Prince’s secret weapon: a versatility that united pop genres under one roof

Prince performs at the Hollywood Palladium on March 8, 2014.
(Kevin Mazur / WireImage for NPG Records)

Pick a sub-genre and Prince was not only fluent in it, but at his best could surpass that style’s top creators.

The artist, who died at his home in the Minneapolis area at age 57, was among the most versatile and restlessly experimental pop artists of our time. A crafter of melodies and lyrics whose early work connected disco and synthetic funk and whose fruitful mid-period merged rock, soul, R&B and synth-pop, Prince’s muse as it matured contained multitudes.

Whether the hardened protest soul of “Sign o’ the Times,” the catchy new wave of “When U Were Mine,” the psychedelic pop of “Raspberry Beret” or the bawdy bathroom ballad “Darling Nikki,” Prince explored the breadth of American music, in the process uniting generations and connecting disparate fans who otherwise didn’t agree on much.


During the decades in which he made music, Prince lorded over a pop landscape that was increasingly fractured, and he alone seemed to understand how to unite it all under the same house-quake roof.

Balladry? Nothing compares to “Nothing Compares 2 U,” his heartbreaking song about a lost love that Sinéad O’Connor turned into a hit. Prince’s version is more minimal than hers, but the impact of its kicker line — “All the flowers that you planted, sugar, in the backyard/All died when you went away” — is as devastating as they come. Not only a human heart but nature itself has been destroyed by a lover’s departure.

In his ballads and mid-tempo love songs, Prince’s precisely metered lines expressed the variety of human emotion: “How can you just leave me standing alone in a world that’s so cold?” “I guess I should have known by the way you parked your car sideways that it wouldn’t last.” “Ain’t no particular sign I’m more compatible with I just want your extra time and your kiss.”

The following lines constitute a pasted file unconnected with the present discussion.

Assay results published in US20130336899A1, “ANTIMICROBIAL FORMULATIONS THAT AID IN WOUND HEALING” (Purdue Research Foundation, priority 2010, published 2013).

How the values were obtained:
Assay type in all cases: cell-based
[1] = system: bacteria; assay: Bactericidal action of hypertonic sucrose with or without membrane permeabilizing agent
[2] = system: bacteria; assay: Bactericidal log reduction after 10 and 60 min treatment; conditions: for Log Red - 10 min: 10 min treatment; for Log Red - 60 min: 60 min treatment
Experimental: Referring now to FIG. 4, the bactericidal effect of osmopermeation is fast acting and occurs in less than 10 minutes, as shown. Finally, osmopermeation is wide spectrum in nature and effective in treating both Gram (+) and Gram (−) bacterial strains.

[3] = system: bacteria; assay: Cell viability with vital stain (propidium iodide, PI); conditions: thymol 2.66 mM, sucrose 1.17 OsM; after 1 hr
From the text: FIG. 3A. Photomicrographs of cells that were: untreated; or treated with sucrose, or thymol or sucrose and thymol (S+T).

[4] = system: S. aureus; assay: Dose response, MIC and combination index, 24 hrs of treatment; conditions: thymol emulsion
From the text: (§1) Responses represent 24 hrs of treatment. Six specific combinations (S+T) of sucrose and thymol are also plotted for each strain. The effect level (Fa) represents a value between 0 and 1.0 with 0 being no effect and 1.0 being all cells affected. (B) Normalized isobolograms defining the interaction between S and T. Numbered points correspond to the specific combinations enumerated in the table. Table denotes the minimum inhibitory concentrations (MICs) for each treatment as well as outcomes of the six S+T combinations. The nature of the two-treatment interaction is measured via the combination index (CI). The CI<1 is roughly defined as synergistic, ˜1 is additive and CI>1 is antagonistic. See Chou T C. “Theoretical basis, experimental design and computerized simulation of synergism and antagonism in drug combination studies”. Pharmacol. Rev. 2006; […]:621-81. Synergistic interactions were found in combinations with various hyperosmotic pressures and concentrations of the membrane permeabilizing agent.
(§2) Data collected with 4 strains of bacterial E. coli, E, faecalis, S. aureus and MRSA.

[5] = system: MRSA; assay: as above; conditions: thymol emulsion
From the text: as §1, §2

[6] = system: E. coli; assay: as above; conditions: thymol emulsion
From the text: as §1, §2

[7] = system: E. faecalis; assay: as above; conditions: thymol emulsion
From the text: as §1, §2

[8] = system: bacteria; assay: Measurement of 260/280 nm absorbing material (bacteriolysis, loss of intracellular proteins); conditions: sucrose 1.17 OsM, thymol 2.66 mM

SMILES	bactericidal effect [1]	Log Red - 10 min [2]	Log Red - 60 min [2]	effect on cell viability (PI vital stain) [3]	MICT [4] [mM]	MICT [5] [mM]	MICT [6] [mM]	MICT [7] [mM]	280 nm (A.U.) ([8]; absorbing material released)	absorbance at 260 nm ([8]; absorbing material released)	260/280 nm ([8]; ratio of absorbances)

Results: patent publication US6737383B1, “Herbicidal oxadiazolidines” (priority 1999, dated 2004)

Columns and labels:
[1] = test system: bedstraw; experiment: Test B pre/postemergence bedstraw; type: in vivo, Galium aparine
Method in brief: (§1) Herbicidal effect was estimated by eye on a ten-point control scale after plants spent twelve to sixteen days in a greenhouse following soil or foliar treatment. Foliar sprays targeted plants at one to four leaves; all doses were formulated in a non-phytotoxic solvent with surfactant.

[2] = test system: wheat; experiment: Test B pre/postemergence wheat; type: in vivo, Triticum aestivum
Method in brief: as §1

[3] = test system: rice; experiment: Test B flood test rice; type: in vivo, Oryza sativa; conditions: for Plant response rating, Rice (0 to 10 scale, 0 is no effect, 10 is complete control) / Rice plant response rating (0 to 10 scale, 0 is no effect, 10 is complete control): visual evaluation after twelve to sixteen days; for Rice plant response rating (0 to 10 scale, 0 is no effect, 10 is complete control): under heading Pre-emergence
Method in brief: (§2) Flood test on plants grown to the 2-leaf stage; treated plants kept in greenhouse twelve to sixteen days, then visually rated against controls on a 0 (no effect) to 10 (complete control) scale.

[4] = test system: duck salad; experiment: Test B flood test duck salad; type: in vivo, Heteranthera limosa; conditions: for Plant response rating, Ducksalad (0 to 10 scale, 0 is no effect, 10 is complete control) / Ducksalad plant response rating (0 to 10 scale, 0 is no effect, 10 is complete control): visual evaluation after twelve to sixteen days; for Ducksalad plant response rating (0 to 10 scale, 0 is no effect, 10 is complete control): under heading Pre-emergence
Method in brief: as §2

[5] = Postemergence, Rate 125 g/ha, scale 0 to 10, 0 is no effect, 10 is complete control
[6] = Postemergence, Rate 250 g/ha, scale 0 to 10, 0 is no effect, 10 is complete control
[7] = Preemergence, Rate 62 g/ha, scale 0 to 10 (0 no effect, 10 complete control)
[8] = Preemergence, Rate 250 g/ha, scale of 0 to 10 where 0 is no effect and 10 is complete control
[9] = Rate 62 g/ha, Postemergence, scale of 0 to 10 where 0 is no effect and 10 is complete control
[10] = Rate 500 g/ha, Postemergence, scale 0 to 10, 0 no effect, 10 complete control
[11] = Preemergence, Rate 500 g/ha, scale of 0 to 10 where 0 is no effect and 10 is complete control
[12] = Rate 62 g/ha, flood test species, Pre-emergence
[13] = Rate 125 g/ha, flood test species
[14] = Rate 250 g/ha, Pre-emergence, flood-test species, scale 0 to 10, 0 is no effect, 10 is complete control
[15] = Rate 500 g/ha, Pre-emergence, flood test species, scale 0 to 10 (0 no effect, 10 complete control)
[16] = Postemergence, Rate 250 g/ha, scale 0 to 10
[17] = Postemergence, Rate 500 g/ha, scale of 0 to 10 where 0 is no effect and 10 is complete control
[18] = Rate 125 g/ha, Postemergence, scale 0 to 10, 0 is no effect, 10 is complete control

At his best, he managed in simple but poetic language to express the unexpressable, as in “Take Me With U.”

“I don’t care where we go

I don’t care what we do

I don’t care pretty baby

Just take me with you”

When Prince wanted to rock, he’d step center stage and make a valid musical argument that he was the second coming of Jimi Hendrix. His solo during “Let’s Go Crazy” is fluid, ridiculously inventive and melodic at the same time. I’m not the only one who can trace from memory every note of it; it’s one of the most eloquent guitar solos ever recorded. He dabbled in Beatles-esque pop on “Around the World in a Day” managing to hit with the funk-psychedelia of “Raspberry Beret” when dance pop was on the ascent.

“Overcast days never bothered me none,” he sang, a snippet of a verse that in 10 syllables expressed the exuberance of a new crush.

On “Baby I’m a Star,” he seamlessly merged funk, soul and rock while demanding our undivided attention: “Hey, look me over/ Tell me do you like what you see?” Almost always, the answer was yes.

More than anyone, though, Prince helped define funk music after Funkadelic, James Brown and Sly & the Family Stone laid the groundwork. Harnessing new-generation synthesizer sounds in service of the groove, he laid the foundation for a new movement. Whether in the raucous “Housequake,” “Mountains” or “Little Red Corvette,” Prince understood the lethal power of melody, propulsion and rhythm.

Those classic songs from the 1970s and ‘80s are the ones that made Prince a household name, but he never stopped evolving, never quit honoring his singular muse. So grand are his accomplishments that the records that few but the die-hards heard — those that he recorded after his very public falling out with Warner Bros. Records in the 1990s (they later reconciled) — already seem like buried treasures waiting for our discovery.

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